Some ephemeral points of comparison between the work of Seymour Chwast and Andy Warhol.
In 1995, the Cooper Union celebrated the 40th anniversary of Pushpin Studios with an exhibition and special sale of drawings and paintings by the three founders, pictured above: Seymour Chwast, Edward Sorel, and Milton Glaser; along with works by John Alcorn, Sam Antupit, Michael Aron, Vincent Ceci, Paul Davis, George Leavitt, Tim Lewis, Jim McMullan, Reynold Ruffins, Jerold Smokler, Richard Mantel, “and others.” This reminded me of another similar device that captured a group that is also heavily represented by the Archive.
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From the Push Pin Slide Collection: what appears to be a study for an alphabet based on the 1971 PBS identity designed by Lubalin Studio.
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One regular advertiser in the Push Pin Graphic was Metropolitan Printing.
Another obscure, undated bit of imagery from the Pushpin slide library. Seymour Chwast’s contribution to the legacy of Roth-Händle cigarettes, probably for Frankfurter Allgemein Zeitung. He’s in good company: Robert Motherwell did a collage of the same, and, more pertinent certainly, many famous posters for the brand were designed by the great early twentieth-century designer Herbert Leupin. Note: despite the preponderance of smoking-related imagery we’ve been posting lately, Container List does not condone the practice, which doesn’t make you look cool unless you’re already Humphrey Bogart. Kids, it’s just NOT archival.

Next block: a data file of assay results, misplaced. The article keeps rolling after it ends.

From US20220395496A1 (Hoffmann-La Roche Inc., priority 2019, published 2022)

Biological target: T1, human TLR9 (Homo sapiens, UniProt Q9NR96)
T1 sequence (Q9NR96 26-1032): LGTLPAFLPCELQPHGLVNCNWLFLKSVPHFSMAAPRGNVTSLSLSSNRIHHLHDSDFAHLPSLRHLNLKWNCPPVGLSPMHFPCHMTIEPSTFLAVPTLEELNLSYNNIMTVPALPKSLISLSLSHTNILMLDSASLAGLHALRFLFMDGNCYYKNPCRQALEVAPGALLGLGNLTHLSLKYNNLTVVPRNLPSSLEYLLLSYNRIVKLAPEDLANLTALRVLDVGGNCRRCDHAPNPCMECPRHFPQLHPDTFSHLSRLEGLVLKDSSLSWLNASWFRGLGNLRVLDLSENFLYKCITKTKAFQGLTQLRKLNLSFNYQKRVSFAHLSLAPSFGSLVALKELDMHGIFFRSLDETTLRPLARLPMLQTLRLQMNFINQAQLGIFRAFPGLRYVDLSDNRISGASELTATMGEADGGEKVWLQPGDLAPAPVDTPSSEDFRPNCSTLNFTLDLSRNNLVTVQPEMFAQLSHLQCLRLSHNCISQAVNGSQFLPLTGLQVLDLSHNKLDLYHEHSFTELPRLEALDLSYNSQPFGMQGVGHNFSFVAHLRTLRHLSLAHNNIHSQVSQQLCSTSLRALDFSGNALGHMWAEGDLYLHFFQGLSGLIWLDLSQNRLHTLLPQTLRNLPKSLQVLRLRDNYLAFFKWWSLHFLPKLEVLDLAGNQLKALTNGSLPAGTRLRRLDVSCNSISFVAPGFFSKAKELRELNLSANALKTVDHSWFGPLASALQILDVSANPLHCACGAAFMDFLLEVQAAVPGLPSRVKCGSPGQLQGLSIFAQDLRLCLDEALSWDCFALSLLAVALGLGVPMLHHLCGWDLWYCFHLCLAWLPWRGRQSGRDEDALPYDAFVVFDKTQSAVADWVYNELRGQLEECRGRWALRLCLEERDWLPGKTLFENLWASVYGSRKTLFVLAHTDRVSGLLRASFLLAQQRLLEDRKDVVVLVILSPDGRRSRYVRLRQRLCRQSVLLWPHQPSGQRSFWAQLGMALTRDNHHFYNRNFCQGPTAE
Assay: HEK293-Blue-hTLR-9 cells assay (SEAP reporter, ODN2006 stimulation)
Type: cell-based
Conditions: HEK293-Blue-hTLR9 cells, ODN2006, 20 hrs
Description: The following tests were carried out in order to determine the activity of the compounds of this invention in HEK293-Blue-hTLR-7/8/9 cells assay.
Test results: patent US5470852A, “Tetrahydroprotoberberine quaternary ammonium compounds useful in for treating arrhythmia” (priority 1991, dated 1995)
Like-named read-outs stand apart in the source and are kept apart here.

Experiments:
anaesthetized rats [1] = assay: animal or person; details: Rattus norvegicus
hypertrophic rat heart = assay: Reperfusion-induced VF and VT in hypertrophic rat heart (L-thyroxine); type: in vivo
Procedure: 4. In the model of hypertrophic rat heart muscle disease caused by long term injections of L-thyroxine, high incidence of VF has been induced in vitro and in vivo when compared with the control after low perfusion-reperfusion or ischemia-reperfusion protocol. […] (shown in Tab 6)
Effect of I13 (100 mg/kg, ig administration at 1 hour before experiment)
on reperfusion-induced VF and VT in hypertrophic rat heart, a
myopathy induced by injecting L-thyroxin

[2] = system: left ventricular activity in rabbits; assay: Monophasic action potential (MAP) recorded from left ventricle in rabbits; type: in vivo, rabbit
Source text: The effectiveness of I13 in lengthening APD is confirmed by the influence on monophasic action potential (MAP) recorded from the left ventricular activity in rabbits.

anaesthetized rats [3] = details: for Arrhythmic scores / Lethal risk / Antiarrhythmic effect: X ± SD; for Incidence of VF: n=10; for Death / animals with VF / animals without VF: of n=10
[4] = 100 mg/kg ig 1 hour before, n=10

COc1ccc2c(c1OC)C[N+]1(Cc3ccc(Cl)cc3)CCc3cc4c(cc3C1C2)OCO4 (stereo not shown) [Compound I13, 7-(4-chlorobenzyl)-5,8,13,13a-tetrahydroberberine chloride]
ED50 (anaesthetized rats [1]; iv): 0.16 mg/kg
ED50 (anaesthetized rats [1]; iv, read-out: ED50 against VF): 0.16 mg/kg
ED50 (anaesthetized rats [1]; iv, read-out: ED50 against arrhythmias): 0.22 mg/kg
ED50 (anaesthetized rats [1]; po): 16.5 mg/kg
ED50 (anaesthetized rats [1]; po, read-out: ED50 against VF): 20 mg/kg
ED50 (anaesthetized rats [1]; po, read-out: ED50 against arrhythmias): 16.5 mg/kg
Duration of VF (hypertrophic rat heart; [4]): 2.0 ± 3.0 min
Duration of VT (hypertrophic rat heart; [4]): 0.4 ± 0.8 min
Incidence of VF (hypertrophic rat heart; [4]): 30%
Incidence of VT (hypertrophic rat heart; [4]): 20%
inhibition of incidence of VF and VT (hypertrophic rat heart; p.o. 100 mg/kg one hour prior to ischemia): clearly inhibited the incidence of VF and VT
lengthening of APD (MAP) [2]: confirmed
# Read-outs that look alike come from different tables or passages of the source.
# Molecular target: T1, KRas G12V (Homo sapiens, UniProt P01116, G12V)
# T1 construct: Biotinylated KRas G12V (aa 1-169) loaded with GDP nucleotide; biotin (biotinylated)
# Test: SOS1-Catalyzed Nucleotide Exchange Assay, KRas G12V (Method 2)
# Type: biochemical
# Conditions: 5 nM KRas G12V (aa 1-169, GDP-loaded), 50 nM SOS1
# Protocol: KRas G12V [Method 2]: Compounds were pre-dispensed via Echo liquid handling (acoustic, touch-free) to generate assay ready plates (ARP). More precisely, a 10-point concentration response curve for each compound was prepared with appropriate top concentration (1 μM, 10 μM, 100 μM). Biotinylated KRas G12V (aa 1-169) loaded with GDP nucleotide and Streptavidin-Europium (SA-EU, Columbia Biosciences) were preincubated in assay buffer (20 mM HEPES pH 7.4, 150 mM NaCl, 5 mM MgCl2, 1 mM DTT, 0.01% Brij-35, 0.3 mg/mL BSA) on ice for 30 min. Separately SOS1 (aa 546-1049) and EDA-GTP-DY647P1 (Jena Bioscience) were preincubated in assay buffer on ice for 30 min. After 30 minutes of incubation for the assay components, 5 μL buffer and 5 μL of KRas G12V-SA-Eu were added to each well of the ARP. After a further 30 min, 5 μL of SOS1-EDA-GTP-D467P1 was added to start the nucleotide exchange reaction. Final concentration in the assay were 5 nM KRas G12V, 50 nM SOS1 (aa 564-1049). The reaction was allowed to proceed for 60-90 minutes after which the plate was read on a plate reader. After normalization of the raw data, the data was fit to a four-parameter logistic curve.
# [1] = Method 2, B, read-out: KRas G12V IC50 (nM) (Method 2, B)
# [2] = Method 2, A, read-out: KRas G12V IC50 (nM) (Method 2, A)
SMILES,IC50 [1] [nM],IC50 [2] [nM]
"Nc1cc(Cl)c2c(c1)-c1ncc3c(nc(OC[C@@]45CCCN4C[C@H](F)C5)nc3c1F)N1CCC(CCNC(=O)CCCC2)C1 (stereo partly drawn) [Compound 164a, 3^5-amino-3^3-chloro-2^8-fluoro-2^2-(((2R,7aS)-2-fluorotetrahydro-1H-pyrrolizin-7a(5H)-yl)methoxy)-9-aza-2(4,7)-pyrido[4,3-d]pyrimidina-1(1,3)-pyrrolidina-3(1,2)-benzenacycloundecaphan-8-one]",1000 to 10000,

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A short tour of Seymour Chwast’s designs for beer and soda packaging.
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Bob Dylan’s brief relationship with Joan Baez was exhaustively documented, but we get interested when that affair highlighted the work of Push Pin Studios. In 1964, Dylan and Baez were photographed at Newark Airport in front of Seymour Chwast’s poster for Booth’s Gin: an incongruous, but not surprising, image of two icons flanking a countercultural message from a corporate advertiser.
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Here in New York we’re struggling through a heatwave. Perhaps a good course of action for those lucky enough to reside in air-conditioned high-rise Soho lofts is to keep it cool by lounging about with bright furniture, like the sporty cat in this illustration by Seymour Chwast (undated, but probably for the Frankfurter Allgemein Zeitung).
In the mid-80s Seymour Chwast was approached by Georg Kovacs, Inc. to experiment with furniture in the Pushpin style.
The thing that fascinates me most about Push Pin Graphic is how unpredictable they manage to be all the time. Even apart from the contents of each issue, every promotion contains — no matter how generic the thing as a whole may be — some off-kilter element that has a defamiliarizing effect on the whole endeavor. The Cherie Currie-esque figure here has no other reference anywhere on the page, she’s just hanging out in the margin of the tearaway.
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